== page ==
Statement of Leila Zerrougui

Special Representative of the Secretary-General on Children and Armed Conflict

Side Event, UN General Assembly Hall

19 June 2015

Mr. President, Excellencies, Ladies and Gentlemen,

I congratulate you for the adoption of the resolution for an international day for the elimination of sexual violence in conflict. Allow me to also warmly thank Ambassador María Cristina Perceval, the Permanent Representative of Argentina, for the tireless efforts and the convictions she put behind this project. This resolution is an engagement from all Member States to fight against sexual violence in conflict. It is another achievement in the universal recognition of this scourge – a scourge that, not so long ago, was still taboo, embarrassing for some and denied by many others because this violence was used as a weapon of war. Finally, this international day is a victory for all the survivors who stay too often silent by fear of consequences but also because they have developed a totally unjustified feeling of shame and guilt.

I thank you for inviting me to this event and I join my colleague, SRSG Bangura, in sharing gratitude to the General Assembly, the civil society and colleagues from the United Nations who are behind the designation of this international day and work tirelessly to support the victims and survivors of sexual violence, often in very difficult environments. Now, on the 19 of June every year, we will have a new opportunity to remind everyone about their engagement to end this scourge and to hold perpetrators accountable.

Mr. President, Excellencies, Ladies and Gentlemen,

As you know, rape and other forms of sexual violence are one of the grave violations children tragically suffer during conflict. It is one of the prominent facets of conflict and affects, in a disproportionate manner, girls and boys, often very young. Children are an easy target because of their vulnerability. Also, the structures upon which children rely for their protection – communities but ultimately the family – are frequently fractured during conflict.  Sexual violence is often associated with other violations affecting children such as recruitment and use or abduction. Each conflict situation bears its own dynamics.  And it is also undeniable that sexual violence has been used and continues to be used as a weapon of war by many parties to conflict, sometimes on large scale. Rape and the threat of rape is a means to instil fear among communities; intimidate, humiliate or punish, impose an ideology; and force populations to displace in order to take over their land or resources, or to change the demographics of the area. Recently extremist groups have illustrated themselves by using sexual violence as a tactic for that very purpose.  I have no doubt that we all have examples in mind.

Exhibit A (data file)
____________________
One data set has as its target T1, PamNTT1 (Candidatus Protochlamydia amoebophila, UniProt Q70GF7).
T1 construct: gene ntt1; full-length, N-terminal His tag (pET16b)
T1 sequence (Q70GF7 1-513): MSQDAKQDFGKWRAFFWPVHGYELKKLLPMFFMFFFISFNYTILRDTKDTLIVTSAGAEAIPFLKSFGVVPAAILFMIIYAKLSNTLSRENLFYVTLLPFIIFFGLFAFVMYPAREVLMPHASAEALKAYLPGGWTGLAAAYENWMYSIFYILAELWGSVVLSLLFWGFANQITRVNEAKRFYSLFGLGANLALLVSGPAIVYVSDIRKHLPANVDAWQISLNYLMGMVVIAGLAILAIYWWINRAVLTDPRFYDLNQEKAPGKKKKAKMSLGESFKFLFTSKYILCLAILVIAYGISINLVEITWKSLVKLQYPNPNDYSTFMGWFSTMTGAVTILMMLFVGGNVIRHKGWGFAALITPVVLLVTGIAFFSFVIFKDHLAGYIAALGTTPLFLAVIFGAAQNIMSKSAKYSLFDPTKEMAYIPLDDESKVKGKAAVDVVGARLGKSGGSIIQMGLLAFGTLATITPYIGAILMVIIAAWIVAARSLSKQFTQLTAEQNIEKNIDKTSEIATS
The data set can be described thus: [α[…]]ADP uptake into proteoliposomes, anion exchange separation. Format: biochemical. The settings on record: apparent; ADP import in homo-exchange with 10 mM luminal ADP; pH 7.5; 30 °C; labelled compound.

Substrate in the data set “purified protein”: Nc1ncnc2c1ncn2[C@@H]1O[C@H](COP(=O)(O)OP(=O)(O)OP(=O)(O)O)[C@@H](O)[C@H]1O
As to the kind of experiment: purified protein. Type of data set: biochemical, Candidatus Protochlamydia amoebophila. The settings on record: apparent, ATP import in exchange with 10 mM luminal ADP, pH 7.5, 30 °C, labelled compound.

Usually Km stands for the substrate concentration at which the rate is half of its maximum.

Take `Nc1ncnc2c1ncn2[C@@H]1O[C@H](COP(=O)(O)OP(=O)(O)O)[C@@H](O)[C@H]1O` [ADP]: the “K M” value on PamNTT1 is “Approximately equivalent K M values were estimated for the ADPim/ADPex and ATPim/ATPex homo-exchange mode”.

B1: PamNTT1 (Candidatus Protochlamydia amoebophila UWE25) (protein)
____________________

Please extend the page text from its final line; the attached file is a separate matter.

Accountability is key to put an end to this scourge. Without accountability, without sending the signal to the perpetrators that they can’t go on unpunished, there are little prospects that we will see the end of it. Also, collectively we must provide and protect the space in which the survivors of sexual violence can speak out, report to the authorities, testify in a court or seek medical care, without fear, stigmatisation or, worse, reprisals. Survivors should not be punished for speaking about what happened to them. They must be encouraged to do so. Further, collectively we must make sure that the survivors of sexual violence are given all the support and assistance they need in order to heal and rebuild their life in a dignified manner. Reparations are an important aspect to that end.

Mr. President, Excellencies, Ladies and Gentlemen,

The adoption of the resolution today is your commitment to put an end to sexual violence in conflict. It is your promise to garner the support and provide the space to tackle each and every aspect of this horrific phenomenon in order to stop it. It is your pledge that the children survivors of sexual violence will be given the means and support to rebuild a life full of opportunities, safely back in their families and communities. It is your vow that children born out of rape will not suffer stigmatization and enjoy the same rights and protections as all children.

I thank you.